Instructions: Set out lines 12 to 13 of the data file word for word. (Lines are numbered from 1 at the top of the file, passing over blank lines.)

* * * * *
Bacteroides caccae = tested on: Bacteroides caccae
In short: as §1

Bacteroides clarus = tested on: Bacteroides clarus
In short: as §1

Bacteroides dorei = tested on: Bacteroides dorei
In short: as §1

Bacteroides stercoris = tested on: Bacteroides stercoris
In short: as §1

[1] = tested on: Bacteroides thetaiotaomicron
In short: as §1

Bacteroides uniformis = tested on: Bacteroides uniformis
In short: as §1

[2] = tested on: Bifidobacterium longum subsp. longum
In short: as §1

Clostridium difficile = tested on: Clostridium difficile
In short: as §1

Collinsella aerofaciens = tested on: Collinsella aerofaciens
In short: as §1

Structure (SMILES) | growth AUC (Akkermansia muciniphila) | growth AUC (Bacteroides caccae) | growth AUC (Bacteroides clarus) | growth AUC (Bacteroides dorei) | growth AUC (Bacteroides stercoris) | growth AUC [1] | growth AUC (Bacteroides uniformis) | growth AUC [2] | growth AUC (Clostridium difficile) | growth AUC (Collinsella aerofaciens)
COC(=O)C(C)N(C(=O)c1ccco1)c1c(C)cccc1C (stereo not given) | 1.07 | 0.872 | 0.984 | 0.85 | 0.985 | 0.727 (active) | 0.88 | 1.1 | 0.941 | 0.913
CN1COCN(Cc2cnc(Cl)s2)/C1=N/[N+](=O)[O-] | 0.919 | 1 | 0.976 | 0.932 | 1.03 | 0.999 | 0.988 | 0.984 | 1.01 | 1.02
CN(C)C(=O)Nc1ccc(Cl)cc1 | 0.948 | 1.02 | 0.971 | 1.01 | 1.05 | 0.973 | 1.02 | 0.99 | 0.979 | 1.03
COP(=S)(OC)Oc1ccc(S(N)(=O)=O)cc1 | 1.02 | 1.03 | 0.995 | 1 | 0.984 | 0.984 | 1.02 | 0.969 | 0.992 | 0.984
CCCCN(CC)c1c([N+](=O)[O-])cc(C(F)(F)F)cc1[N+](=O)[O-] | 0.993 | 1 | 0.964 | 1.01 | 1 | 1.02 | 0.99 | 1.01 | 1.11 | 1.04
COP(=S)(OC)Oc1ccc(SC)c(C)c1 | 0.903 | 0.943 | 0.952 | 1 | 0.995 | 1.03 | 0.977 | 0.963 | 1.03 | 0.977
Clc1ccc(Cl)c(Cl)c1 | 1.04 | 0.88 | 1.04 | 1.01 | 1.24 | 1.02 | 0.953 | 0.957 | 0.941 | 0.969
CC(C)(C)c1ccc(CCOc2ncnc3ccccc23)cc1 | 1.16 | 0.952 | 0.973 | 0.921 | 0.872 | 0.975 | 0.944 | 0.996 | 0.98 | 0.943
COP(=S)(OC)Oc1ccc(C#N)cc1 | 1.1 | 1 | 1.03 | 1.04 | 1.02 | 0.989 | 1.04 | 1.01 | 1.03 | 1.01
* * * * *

In short: as §1

[2] = tested on: Bifidobacterium longum subsp. longum